How Leis are Part of the the Hawaiian Traditions of Gratitude & Celebration
Rarely do I pass up an opportunity visit home. As much as I love our life in Pennsylvania, there's always something magical about the change of pace and the slew of rainbows that comes with a trip to Hawaii. This year, it was my sister-in-law Sue's big 50th birthday party that brought us all back to the Aloha State for some sun and celebration, my sister Nikki having had a vision of Sue receiving tons and tons of leis for her birthday. Here's how we made sure Sue got the chance to participate in one of our very favorite Hawaiian customs.
Many might not realize, but leis are part of a rich Hawaiian tradition of appreciation, honor, and recognition. In fact, they're specifically intended to be given to others (PSA: you never buy a lei for, or put one on yourself). There's even a right way to do it! The lei goes up and over the recipients shoulders, and is typically followed by a kiss on the cheek from the giver. Once a lei has been placed on you, it would be considered rude to take it off. Hawaii is certainly a place of many customs, and the giving of the lei is one of our most affectionate; it's an expression of Aloha.
Since my dad happens to work at a big flower shop called Maui Floral, we had access to some of the most lovely floral selections around. He brought all kinds of fragrant plumerias and tuberose, vibrant orchids, and more...as well as leaves, lei needles, and everything else we'd need to handcraft our own expressions of appreciation for Sue on her special day. We all grew a little closer together as my dad showed each of us how to craft a traditional Hawaiian lei — not only did the mainlanders learn something new, but we all got the chance to inject our Aloha into something for Sue.
When all of our leis were finished, it was time to present them to the Birthday Girl! Even our friends and family members who couldn't be there in person found a way to show their appreciation, vicariously gifting their leis and intentions from across the sea. We wanted to really show Sue how much we valued her presence in our lives, and we did so with our own little recreation of the lei frenzy that happens at a Hawaiian graduation.
You've probably seen leis given out during graduation ceremonies, but in Hawaii, we take this to da max. Hawaiian graduations are two-way, lei-giving extravaganzas. Not only are leis given to graduates to mark and celebrate the achievement, leis are also given out by graduates to those who have helped them on their journey (parents, favorite teachers, coaches, good friends) as an acknowledgement of their valuable support. If you do this right, the end result is everyone positively covered — sometimes up to the eyes! — in leis.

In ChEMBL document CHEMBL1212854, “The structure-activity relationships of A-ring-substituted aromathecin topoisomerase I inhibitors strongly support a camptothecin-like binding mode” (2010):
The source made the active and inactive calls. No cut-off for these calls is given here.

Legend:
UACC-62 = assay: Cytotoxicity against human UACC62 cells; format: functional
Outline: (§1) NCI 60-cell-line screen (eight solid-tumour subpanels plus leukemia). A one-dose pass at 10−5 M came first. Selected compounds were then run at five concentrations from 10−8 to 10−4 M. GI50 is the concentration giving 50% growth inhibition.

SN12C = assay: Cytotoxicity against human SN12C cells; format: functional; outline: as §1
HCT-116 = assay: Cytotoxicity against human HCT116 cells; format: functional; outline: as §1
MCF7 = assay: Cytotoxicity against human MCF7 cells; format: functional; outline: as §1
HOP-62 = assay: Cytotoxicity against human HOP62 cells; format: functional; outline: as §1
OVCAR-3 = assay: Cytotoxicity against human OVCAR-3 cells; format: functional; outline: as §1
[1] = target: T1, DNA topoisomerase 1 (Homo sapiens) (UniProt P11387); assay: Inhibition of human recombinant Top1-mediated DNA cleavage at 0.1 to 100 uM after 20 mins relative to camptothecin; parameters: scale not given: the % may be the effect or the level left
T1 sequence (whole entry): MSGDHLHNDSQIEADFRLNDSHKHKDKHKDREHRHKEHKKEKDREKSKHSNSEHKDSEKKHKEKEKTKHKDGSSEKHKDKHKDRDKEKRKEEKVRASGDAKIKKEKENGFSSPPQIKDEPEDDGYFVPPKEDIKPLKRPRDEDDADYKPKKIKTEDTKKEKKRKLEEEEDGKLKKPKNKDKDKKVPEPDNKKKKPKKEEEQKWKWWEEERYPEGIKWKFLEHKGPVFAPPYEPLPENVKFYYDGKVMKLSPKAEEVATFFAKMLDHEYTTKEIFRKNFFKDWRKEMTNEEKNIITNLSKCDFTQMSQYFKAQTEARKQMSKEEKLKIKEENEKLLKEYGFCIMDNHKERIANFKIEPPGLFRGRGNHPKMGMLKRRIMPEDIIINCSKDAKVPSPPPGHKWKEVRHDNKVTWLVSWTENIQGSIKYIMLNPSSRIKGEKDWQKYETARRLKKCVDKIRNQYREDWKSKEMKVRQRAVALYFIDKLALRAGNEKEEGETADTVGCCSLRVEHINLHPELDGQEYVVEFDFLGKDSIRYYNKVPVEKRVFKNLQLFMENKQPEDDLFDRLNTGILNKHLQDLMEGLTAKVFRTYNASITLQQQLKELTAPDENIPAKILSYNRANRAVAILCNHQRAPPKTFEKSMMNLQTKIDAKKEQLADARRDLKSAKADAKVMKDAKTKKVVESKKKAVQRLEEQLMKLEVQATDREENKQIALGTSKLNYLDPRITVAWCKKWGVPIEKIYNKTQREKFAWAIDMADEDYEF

Another bonus? It's just plain fun! Lei-giving makes it as fun to express appreciation as it is to receive it — when you can see the joy radiating from a face that's practically covered up in colorful Hawaiian verdure, you know you've tapped into something truly special. The lei ceremony we gave Sue for her 50th birthday was one I'll absolutely never forget (and neither will she!), and it served as a potent reminder that the most powerful celebrations are always the ones that find us celebrating each other.
Sue's birthday was bookended with the receiving and giving of leis. She may have been born and raised in Massachusetts, but Sue is 100% Hawaiian in her heart. At the end of the long day and her birthday dinner at Merriman's, I watched Sue as she made her way back to her room at The Ritz-Carlton Kapalua, and saw her take pleasure in bestowing the leis from around her neck to people she encountered along the way. One couple was exiting an elevator on their way back to the airport, and Sue gave them both one of her leis. There were small groups of friends and store clerks who she took the time to tell it was her birthday and ask permission to give them one of her leis. Spoiler Alert: they all said yes! My favorite interaction, though, was the last one — as we got closer to our room, Sue saw one of the rooms being cleaned. Sue went into the room, told the maid it was her birthday and asked if she could give her one of her leis. I watched the maid's face light up as she received the fragrant tuberose lei and hug from Sue. Then she said, "Wait, I have something for you too!" She came out to the hallway to her cart, and gave Sue a handful of those delicious chocolates The Ritz-Carlton puts on your pillows. I know Sue was beaming from being a conduit for aloha, and my heart was bursting too — my sister-in-law Sue embodies what it means to Live Aloha.